But then something happened. The position of the stars changed so that during the spring equinox, the sun was no longer in the same position as Taurus. It had moved to Aries, the Ram. Had Mithras been responsible for this change? Today, we know that this seeming movement of the constellations is due to the wobbling of the earth, which gives rise to a 26,000 year cycle known as the precession of the equinoxes. An illustration of this phenomenon can be found, here. The science behind the precession was of course unknown to the ancients. To them, the sky was the dominion of the gods. Thus any change, even if barely perceptible over the course of a single human life, had to have divine origins.
The Age of Aries
Historian David Ulansey argues the perception among ancient Romans that Mithras was the driving force behind the precession of the equinoxes lied at the core of the Cult’s beliefs. This is in part validated by the philosopher Porphyry, who, writing in the third to fourth century AD, noted Mithras was assigned a prominent seat along the celestial equator corresponding to the constellation Aries. This is what the bull-slaying scene is depicting, argues Ulansey. Mithras is bringing to an end the Age of Taurus and ushering in his own age, the Age of Aries.
As Ulansey notes, such a message would have appealed to ancient Romans, who believed that after death, the soul ascended through a series of heavenly spheres to an afterlife among the stars. Passing through these spheres was difficult and required secret knowledge and passwords. Certainly a being able to move the sun from Taurus to Aries would have the power to assure a smooth ascent and therefore make him worthy of worship. Based on this, Ulansey speculates that the Tauroctony, at its core, is a symbol of the power of Mithras to guarantee an agreeable afterlife.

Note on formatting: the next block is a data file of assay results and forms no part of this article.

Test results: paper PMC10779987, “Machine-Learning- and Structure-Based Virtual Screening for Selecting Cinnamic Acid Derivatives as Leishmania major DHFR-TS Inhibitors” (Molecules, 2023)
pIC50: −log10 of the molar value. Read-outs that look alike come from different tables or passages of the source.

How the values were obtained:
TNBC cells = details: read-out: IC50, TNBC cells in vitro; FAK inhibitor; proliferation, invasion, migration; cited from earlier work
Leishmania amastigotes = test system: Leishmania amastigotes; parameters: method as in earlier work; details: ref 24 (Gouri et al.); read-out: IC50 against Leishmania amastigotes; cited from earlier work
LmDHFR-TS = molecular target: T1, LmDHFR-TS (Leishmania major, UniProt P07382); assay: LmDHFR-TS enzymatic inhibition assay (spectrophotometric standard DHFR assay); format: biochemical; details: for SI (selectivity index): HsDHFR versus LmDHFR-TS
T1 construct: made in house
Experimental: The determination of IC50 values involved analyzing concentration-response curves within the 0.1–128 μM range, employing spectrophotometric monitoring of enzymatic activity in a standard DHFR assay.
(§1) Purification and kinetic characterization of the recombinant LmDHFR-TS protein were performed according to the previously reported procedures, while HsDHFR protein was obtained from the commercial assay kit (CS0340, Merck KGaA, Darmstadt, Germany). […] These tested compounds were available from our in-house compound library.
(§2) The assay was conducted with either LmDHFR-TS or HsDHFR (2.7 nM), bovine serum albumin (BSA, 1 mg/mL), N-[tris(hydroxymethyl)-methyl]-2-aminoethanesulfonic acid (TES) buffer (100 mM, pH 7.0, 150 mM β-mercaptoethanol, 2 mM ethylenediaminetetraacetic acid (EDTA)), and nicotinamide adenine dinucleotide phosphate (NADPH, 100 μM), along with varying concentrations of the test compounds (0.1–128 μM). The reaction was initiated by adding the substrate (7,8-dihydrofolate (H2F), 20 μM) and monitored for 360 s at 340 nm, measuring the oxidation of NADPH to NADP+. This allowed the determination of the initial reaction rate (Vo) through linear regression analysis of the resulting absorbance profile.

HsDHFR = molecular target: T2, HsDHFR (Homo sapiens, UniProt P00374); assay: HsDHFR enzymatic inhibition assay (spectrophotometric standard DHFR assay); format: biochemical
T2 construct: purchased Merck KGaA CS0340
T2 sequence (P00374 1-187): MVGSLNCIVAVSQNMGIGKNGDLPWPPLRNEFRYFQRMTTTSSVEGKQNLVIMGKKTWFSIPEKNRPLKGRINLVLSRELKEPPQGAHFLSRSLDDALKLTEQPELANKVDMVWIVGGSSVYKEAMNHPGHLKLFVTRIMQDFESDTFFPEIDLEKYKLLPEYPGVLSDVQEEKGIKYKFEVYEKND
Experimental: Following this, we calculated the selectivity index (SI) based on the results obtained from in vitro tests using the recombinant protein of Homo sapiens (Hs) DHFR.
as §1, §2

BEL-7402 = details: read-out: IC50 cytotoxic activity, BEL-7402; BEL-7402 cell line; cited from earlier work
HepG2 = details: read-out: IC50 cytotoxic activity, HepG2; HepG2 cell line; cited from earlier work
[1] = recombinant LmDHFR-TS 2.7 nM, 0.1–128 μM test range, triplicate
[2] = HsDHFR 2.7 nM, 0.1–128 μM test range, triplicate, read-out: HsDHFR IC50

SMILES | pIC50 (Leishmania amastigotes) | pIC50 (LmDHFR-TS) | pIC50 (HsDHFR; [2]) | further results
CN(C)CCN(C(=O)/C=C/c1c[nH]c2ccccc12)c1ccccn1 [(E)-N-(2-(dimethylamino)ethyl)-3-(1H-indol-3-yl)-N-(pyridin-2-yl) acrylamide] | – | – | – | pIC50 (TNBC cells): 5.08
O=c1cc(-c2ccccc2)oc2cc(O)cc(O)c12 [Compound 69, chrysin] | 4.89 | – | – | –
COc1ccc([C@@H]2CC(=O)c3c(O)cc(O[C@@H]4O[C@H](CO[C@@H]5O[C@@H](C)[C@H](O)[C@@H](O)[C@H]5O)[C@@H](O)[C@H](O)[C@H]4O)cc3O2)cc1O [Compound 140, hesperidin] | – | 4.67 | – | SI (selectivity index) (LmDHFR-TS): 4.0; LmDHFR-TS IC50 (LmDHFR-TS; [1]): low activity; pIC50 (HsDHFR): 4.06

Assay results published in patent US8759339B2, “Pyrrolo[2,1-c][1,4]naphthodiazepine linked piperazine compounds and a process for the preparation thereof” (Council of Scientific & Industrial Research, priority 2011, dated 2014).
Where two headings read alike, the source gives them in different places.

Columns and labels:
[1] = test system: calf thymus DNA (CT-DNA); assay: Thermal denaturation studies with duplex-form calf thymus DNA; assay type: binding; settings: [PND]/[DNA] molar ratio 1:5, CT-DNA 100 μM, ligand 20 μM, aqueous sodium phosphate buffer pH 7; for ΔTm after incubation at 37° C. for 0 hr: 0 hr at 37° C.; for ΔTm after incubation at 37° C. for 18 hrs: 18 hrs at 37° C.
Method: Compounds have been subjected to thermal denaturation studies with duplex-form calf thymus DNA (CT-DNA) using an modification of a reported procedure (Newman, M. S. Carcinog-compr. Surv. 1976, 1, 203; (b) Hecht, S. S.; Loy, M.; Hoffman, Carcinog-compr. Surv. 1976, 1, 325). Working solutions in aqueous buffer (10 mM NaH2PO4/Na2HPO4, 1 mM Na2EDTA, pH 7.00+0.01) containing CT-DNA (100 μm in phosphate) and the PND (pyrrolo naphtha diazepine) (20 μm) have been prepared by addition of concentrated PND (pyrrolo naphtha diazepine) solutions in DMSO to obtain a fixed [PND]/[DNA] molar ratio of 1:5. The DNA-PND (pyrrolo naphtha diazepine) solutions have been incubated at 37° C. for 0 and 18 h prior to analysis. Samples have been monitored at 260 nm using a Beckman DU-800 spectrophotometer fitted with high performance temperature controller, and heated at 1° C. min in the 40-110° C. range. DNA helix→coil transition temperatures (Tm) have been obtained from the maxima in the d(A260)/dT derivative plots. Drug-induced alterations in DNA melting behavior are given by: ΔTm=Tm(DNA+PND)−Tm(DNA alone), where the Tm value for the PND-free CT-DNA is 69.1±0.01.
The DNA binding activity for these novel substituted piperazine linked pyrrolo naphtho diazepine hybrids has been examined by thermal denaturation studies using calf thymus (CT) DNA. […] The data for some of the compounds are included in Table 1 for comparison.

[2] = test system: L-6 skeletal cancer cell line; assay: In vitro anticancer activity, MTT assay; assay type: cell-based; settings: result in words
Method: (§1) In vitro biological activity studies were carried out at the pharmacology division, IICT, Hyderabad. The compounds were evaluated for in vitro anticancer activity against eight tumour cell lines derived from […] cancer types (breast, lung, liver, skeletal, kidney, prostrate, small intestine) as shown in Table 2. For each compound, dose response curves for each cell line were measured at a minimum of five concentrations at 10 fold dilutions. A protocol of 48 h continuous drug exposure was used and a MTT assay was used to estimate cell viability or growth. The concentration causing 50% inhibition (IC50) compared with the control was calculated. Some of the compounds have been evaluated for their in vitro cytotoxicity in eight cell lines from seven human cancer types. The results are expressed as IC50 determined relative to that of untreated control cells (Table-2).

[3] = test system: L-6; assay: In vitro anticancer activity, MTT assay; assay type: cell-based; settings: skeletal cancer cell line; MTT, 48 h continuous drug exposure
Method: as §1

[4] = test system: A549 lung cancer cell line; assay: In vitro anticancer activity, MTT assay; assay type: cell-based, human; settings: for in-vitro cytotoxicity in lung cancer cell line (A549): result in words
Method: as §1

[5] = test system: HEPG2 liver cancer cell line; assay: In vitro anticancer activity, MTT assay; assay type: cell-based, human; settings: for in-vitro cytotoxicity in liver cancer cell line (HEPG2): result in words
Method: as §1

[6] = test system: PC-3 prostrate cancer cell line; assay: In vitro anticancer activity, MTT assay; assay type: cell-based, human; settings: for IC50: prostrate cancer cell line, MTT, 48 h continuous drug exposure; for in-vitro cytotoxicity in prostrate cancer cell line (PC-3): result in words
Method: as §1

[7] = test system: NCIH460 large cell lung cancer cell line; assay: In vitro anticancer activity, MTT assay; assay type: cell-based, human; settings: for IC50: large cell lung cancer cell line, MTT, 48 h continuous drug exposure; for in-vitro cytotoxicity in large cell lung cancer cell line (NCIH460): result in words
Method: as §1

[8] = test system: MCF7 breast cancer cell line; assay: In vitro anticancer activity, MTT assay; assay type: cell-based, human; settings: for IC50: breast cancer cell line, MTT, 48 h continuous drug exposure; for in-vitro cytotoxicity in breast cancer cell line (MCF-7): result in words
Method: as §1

But is that all there is to it? Did Mithras slay the bull only to demonstrate his power? The complexity of the Tauroctony suggests there may be further levels of meaning embedded in it. For instance, some historians speculate that the slaying of the bull is a salvific act. Like Christ’s sacrifice, this act of Mithras may have symbolized the opening of a new path to spiritual renewal and salvation. Others suggest historians have been too quick to dismiss Cumont’s theories about Persian influences on the Cult of Mithras. They speculate that further study of ancient Iranian religions will over time help us understand more about the Tauroctony.
This ongoing debate illustrates the degree to which we still haven’t penetrated the deeper meanings of the bull-slaying scene. This is despite the fact that it was once among the most widespread religious symbols in the Roman world. Yet unlike the Crucifix or the Roman Eagle, the meaning of this symbol was forgotten. What exactly did the bull-slaying scene mean to the freed slaves and soldiers who worshipped it? Was it just protection in the afterlife, or was there more? These are the questions at the heart of a mystery two millennia in the making.
- To read about another ancient mystery, check out my post on the Late Bronze Age collapse, here.
- Harmony with astrological observations was not unique to the Cult of Mithras. See my post on Angkor Wat (available here) to see how another culture on the other side of the world incorporated astrological themes into its religious rituals.
- For a summary of David Ulansey’s The Origins of the Mithraic Mysteries: Cosmology and Salvation in the Ancient World – see here.
- Translations of the writings of Roman philosopher Porphyry are available here.
- For a great overview of the Cult of Mithras, see here and here.
- For information about visiting the Basilica di San Clemente, check out it’s website, here.